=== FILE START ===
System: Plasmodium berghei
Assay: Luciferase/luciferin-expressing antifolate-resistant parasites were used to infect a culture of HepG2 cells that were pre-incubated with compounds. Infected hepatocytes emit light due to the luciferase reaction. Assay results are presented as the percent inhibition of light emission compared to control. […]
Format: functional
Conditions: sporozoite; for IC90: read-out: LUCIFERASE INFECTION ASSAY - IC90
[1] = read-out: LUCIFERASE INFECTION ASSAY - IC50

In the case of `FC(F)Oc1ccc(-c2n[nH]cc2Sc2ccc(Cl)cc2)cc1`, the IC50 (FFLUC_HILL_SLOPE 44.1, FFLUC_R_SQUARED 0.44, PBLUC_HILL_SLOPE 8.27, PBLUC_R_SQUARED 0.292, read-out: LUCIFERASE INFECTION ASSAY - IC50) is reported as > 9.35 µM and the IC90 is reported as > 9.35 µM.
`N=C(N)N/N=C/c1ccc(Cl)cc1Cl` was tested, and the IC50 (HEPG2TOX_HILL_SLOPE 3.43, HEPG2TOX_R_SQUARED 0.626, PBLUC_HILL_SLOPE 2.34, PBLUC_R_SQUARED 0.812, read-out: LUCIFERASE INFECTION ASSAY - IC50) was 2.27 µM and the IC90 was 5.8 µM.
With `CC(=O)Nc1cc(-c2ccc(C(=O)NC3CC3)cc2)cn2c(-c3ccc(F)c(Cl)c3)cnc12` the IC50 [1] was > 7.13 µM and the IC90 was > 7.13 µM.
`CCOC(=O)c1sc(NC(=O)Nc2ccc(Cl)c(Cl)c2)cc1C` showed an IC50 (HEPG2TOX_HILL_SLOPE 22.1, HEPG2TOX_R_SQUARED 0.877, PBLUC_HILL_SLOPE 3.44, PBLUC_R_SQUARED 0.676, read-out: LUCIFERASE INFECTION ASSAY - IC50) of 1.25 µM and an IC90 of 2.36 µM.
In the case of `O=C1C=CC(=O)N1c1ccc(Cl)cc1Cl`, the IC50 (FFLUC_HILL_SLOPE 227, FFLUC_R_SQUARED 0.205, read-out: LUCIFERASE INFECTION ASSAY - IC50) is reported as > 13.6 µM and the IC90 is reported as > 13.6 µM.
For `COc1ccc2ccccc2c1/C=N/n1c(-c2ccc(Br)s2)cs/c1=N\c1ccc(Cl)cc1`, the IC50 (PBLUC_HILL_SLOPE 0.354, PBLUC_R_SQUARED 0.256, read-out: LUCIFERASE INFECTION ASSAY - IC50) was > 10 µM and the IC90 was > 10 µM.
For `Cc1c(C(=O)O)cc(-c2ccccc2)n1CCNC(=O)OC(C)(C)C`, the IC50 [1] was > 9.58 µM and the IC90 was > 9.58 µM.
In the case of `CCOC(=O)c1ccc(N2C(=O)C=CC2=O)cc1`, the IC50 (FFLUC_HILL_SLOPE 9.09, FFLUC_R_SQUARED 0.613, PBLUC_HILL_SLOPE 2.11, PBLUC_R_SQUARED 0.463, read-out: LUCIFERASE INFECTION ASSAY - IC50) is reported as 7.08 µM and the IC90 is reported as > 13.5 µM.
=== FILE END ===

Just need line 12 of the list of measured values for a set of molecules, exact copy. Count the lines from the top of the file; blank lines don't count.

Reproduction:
For `Cc1c(C(=O)O)cc(-c2ccccc2)n1CCNC(=O)OC(C)(C)C`, the IC50 [1] was > 9.58 µM and the IC90 was > 9.58 µM.